The algo-enthused ramp into the cash close has been entirely erased after hours as futures tumbled, led by belwether FedEx which cut its profit forecast and announced an international capacity reduction as the courier grapples with a slowdown in global trade.
“While the U.S. economy remains solid, our international business weakened during the quarter, especially in Europe. We are taking action to mitigate the impact of this trend through new cost-reduction initiatives.”
As Bloomberg reports, FedEx slashed its target for adjusted earnings in fiscal 2019 to $15.50 to $16.60 a share from a previous goal of $17.20 to $17.80.
The company also said in a statement that it won’t meet a target for operating-profit growth at the Express unit of $1.2 billion and $1.5 billion in fiscal year 2020.
FedEx is also getting hurt in Europe, where “economic weakness that accelerated during the quarter” will delay the benefit of the company’s acquisition of TNT Express.
That sent FDX lower...
However, the company fueled concerns about the economic outlook as CFO Alan Graf said:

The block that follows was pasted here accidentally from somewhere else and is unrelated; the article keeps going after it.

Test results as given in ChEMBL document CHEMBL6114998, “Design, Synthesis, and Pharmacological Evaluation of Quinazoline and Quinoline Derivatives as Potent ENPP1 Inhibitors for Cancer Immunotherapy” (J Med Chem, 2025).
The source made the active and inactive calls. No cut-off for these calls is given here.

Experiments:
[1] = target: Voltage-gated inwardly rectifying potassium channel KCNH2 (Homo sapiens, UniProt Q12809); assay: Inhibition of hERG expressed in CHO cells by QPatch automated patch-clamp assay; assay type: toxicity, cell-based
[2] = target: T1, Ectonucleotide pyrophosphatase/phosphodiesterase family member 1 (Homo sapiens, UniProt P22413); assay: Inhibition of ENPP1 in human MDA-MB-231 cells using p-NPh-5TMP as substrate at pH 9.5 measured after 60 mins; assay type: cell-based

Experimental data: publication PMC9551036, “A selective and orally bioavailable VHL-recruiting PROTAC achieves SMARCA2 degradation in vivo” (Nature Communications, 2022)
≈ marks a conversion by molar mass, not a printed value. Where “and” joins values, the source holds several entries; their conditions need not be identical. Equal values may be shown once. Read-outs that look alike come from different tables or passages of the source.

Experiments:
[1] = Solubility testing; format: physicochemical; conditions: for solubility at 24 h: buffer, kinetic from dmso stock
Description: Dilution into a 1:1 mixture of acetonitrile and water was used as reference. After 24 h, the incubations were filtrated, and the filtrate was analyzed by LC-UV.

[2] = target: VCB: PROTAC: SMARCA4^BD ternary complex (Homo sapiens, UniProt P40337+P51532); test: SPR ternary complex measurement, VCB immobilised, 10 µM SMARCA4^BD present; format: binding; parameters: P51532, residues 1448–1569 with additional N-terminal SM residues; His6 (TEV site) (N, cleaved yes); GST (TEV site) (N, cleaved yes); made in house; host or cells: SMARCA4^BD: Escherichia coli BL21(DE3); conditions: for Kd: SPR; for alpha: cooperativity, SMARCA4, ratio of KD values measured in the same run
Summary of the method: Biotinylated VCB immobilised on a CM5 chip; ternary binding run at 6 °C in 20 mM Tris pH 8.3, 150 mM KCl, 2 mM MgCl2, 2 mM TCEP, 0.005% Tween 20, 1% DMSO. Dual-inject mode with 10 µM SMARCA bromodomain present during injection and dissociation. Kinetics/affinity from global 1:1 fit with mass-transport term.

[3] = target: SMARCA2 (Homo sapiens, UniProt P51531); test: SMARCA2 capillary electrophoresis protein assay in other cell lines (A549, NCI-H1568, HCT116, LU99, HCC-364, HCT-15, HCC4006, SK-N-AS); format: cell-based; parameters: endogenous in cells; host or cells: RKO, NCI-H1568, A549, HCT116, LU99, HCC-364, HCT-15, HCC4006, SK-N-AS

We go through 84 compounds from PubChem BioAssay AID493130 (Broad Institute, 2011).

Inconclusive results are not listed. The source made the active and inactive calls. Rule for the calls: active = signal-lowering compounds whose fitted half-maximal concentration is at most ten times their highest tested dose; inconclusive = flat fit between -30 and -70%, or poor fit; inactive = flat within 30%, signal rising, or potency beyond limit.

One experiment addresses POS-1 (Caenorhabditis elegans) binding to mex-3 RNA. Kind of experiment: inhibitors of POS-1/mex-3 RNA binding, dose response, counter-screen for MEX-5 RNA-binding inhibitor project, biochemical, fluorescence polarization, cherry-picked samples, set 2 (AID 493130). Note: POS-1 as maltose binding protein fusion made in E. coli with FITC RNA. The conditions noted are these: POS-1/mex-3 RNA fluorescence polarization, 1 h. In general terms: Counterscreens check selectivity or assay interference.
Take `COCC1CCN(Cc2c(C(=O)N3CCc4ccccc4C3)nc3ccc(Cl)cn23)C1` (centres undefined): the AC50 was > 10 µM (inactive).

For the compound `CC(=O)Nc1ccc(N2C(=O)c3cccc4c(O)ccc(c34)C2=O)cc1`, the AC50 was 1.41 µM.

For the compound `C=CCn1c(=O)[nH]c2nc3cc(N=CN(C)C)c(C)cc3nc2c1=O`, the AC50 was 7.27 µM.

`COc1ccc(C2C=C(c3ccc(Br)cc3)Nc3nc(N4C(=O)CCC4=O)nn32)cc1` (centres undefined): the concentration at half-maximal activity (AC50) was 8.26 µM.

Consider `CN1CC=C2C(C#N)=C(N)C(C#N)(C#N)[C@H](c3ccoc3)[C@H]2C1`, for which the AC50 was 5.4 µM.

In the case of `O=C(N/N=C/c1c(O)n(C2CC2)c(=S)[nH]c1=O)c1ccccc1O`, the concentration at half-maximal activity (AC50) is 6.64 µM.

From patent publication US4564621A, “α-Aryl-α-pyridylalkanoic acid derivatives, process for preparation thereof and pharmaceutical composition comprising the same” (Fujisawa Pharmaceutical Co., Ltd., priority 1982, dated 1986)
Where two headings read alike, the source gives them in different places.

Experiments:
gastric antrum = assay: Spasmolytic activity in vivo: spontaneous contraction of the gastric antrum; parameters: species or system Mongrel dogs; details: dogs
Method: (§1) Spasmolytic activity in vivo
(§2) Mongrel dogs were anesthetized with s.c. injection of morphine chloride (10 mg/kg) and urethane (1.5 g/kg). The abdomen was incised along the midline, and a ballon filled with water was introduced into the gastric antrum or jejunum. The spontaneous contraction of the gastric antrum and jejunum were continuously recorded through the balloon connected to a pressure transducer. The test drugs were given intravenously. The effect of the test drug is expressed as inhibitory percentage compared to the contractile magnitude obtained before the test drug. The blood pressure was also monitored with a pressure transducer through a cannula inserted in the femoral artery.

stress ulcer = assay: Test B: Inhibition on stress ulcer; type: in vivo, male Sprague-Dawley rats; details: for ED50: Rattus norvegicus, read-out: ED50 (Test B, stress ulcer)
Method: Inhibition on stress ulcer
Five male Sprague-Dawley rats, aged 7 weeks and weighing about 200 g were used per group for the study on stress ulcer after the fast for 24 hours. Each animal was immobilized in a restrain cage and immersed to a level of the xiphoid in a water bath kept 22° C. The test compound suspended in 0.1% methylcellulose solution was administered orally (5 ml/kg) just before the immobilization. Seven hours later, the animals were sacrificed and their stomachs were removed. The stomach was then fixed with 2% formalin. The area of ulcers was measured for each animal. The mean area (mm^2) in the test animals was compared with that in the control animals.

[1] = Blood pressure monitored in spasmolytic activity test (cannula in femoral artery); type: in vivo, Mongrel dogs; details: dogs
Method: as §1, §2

“Global trade has slowed in recent months and leading indicators point to ongoing deceleration in global trade near-term,”
“These trends, coupled with the change in service mix at FedEx Express, are negatively impacting the segment’s financial results. We remain committed to actively managing costs with a heightened focus on increasing efficiency across the organization.”
The guidance cut, coming three months after the company had raised its outlook, shows how quickly the economic environment has changed.
And along with a notable miss by Micron...
...the largest U.S. maker of computer memory chips, reported sales that fell short of analysts’ estimates, adding to concern that a two-year surge in demand for its products is over.
“The memory crash continues to get worse,” Citigroup analyst Christopher Danely said in a note last week. “We expect Micron to guide below consensus.”
And between FDX and MU, this triggered broader risk-off concerns that sent S&P futures back to the lows of the day session...
But what about the strongest economy ever?